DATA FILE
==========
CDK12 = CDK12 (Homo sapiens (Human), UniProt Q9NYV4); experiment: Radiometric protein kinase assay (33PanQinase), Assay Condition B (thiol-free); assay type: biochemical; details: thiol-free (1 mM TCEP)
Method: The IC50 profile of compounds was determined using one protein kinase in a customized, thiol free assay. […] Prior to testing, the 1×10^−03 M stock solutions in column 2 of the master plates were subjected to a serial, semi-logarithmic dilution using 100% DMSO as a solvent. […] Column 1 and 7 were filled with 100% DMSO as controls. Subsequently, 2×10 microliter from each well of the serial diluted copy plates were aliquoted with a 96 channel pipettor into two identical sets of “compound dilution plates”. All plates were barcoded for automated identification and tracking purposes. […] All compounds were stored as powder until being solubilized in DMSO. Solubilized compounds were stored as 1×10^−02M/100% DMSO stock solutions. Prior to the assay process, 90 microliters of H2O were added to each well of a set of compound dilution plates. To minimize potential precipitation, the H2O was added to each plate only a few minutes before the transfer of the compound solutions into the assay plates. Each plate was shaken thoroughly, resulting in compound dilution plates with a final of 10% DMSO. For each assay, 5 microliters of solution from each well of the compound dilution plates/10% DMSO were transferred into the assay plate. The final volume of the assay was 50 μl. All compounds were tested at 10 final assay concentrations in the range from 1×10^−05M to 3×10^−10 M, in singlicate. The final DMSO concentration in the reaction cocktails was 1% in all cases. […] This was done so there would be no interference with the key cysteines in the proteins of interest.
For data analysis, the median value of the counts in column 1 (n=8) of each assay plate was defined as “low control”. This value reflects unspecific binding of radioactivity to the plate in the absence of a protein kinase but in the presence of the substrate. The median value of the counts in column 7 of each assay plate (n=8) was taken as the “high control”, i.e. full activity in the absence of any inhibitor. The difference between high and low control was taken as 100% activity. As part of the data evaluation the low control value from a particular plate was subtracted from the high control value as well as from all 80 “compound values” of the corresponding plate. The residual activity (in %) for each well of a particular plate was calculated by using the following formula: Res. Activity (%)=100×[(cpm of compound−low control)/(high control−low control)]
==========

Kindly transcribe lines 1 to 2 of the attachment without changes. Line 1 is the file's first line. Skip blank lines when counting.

CDK12 = CDK12 (Homo sapiens (Human), UniProt Q9NYV4); experiment: Radiometric protein kinase assay (33PanQinase), Assay Condition B (thiol-free); assay type: biochemical; details: thiol-free (1 mM TCEP)
Method: The IC50 profile of compounds was determined using one protein kinase in a customized, thiol free assay. […] Prior to testing, the 1×10^−03 M stock solutions in column 2 of the master plates were subjected to a serial, semi-logarithmic dilution using 100% DMSO as a solvent. […] Column 1 and 7 were filled with 100% DMSO as controls. Subsequently, 2×10 microliter from each well of the serial diluted copy plates were aliquoted with a 96 channel pipettor into two identical sets of “compound dilution plates”. All plates were barcoded for automated identification and tracking purposes. […] All compounds were stored as powder until being solubilized in DMSO. Solubilized compounds were stored as 1×10^−02M/100% DMSO stock solutions. Prior to the assay process, 90 microliters of H2O were added to each well of a set of compound dilution plates. To minimize potential precipitation, the H2O was added to each plate only a few minutes before the transfer of the compound solutions into the assay plates. Each plate was shaken thoroughly, resulting in compound dilution plates with a final of 10% DMSO. For each assay, 5 microliters of solution from each well of the compound dilution plates/10% DMSO were transferred into the assay plate. The final volume of the assay was 50 μl. All compounds were tested at 10 final assay concentrations in the range from 1×10^−05M to 3×10^−10 M, in singlicate. The final DMSO concentration in the reaction cocktails was 1% in all cases. […] This was done so there would be no interference with the key cysteines in the proteins of interest.